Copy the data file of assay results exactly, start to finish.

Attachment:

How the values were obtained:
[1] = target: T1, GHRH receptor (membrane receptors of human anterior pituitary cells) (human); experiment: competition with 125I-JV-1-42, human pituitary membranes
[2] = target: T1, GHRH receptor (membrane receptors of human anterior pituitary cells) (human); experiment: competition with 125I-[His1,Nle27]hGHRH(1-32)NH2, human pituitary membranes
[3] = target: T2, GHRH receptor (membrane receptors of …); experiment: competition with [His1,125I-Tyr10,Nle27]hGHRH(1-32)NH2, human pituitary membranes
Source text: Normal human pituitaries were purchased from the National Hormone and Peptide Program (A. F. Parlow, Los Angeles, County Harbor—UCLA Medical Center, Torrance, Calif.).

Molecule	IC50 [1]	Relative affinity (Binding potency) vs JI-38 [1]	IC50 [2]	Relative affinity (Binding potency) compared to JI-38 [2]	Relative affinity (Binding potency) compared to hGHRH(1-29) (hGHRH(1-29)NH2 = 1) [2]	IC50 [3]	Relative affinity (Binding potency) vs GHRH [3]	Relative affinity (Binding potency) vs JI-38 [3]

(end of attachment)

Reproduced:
How the values were obtained:
[1] = target: T1, GHRH receptor (membrane receptors of human anterior pituitary cells) (human); experiment: competition with 125I-JV-1-42, human pituitary membranes
[2] = target: T1, GHRH receptor (membrane receptors of human anterior pituitary cells) (human); experiment: competition with 125I-[His1,Nle27]hGHRH(1-32)NH2, human pituitary membranes
[3] = target: T2, GHRH receptor (membrane receptors of …); experiment: competition with [His1,125I-Tyr10,Nle27]hGHRH(1-32)NH2, human pituitary membranes
Source text: Normal human pituitaries were purchased from the National Hormone and Peptide Program (A. F. Parlow, Los Angeles, County Harbor—UCLA Medical Center, Torrance, Calif.).

Molecule	IC50 [1]	Relative affinity (Binding potency) vs JI-38 [1]	IC50 [2]	Relative affinity (Binding potency) compared to JI-38 [2]	Relative affinity (Binding potency) compared to hGHRH(1-29) (hGHRH(1-29)NH2 = 1) [2]	IC50 [3]	Relative affinity (Binding potency) vs GHRH [3]	Relative affinity (Binding potency) vs JI-38 [3]